The defense, save allowing the game-tying drive, played pretty well, pressuring and stuffing the Hoosiers on what should have been their last possession.
It will be without Jesse Luketa for the first half against the Buckeyes, but maybe that will force Ellis Brooks and Brandon Smith to rise, which they’ve shown the ability to do.
I am missing anything? Oh, the quarterback.
Had Sean Clifford played the second half like he did the first, he’d be in danger of being replaced by Will Levis this week.
But Clifford settled down and finished the game strong, taking the runs when they were available, finding the open receiver and protecting the football.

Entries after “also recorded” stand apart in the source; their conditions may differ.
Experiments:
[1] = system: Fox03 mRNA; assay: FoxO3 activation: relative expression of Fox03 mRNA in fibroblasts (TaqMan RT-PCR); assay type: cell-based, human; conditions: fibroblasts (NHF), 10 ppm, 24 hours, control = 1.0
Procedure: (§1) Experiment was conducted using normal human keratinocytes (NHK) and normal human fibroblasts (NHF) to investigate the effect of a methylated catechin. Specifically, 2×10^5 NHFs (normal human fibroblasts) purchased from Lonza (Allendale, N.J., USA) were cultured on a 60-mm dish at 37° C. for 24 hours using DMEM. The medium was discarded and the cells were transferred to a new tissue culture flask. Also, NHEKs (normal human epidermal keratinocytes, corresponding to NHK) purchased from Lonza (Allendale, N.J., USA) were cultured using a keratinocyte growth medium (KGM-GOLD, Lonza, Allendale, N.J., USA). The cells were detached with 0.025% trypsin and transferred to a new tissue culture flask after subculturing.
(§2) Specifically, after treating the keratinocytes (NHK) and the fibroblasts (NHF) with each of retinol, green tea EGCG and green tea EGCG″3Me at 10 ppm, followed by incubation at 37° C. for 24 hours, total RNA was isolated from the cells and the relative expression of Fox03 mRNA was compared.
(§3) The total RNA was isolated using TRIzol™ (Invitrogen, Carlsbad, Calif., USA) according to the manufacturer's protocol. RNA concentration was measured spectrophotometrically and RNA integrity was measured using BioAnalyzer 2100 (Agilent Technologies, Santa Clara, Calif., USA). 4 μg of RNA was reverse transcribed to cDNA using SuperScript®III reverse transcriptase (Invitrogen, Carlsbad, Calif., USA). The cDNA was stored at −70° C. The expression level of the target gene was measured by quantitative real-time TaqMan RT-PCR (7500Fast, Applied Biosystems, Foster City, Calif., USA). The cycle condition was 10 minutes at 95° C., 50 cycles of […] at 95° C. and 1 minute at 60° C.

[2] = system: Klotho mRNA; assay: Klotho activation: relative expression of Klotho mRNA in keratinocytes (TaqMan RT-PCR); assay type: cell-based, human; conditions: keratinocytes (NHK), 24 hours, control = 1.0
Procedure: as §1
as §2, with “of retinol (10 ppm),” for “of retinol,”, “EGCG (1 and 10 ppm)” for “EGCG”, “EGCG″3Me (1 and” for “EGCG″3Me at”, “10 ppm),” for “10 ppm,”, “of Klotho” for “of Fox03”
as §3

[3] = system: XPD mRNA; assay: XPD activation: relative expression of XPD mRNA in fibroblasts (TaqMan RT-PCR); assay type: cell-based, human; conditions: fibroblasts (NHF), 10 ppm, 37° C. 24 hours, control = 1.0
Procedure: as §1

Ohio State may not be a good barometer. The gap between the Buckeyes and the rest of the conference is well established, just as the country’s upper-tier — Clemson, Alabama, Georgia and Ohio State — has distanced itself from the field.
Further, Penn State’s losses that have quickly piled up — Micah Parsons and Journey Brown, Cain and at least temporarily Luketa — are significant and happened after most people penciled in their 7-2.
The recruiting experts have credited James Franklin for stockpiling the Lions’ roster over the past few years, and these next two months will prove or dispel that.
How well the Lions improve on their in-game deficiencies of a week ago — including on the sideline — will go a long way toward determining whether they can get to six or seven wins.
No reason to hit the panic button just yet.
Neil Ruled can be reached at firstname.lastname@example.org.